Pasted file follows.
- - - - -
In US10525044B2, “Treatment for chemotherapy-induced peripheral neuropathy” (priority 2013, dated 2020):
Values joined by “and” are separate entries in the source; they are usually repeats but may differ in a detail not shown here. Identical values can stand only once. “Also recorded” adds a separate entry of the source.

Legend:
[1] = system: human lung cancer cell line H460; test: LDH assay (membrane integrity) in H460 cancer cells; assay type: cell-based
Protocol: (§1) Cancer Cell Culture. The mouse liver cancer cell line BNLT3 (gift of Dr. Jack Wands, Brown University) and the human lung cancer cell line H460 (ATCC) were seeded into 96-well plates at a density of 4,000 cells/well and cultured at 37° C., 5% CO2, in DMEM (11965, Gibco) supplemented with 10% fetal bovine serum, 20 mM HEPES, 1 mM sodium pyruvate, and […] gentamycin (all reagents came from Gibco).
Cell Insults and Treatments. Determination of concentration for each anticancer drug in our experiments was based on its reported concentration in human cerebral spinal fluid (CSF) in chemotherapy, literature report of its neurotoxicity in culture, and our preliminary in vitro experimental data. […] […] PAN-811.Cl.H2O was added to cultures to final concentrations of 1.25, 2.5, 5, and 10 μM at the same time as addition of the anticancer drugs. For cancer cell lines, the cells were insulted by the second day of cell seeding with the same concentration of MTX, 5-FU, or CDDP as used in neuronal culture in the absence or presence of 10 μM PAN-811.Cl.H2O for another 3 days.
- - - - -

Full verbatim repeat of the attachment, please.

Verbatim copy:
In US10525044B2, “Treatment for chemotherapy-induced peripheral neuropathy” (priority 2013, dated 2020):
Values joined by “and” are separate entries in the source; they are usually repeats but may differ in a detail not shown here. Identical values can stand only once. “Also recorded” adds a separate entry of the source.

Legend:
[1] = system: human lung cancer cell line H460; test: LDH assay (membrane integrity) in H460 cancer cells; assay type: cell-based
Protocol: (§1) Cancer Cell Culture. The mouse liver cancer cell line BNLT3 (gift of Dr. Jack Wands, Brown University) and the human lung cancer cell line H460 (ATCC) were seeded into 96-well plates at a density of 4,000 cells/well and cultured at 37° C., 5% CO2, in DMEM (11965, Gibco) supplemented with 10% fetal bovine serum, 20 mM HEPES, 1 mM sodium pyruvate, and […] gentamycin (all reagents came from Gibco).
Cell Insults and Treatments. Determination of concentration for each anticancer drug in our experiments was based on its reported concentration in human cerebral spinal fluid (CSF) in chemotherapy, literature report of its neurotoxicity in culture, and our preliminary in vitro experimental data. […] […] PAN-811.Cl.H2O was added to cultures to final concentrations of 1.25, 2.5, 5, and 10 μM at the same time as addition of the anticancer drugs. For cancer cell lines, the cells were insulted by the second day of cell seeding with the same concentration of MTX, 5-FU, or CDDP as used in neuronal culture in the absence or presence of 10 μM PAN-811.Cl.H2O for another 3 days.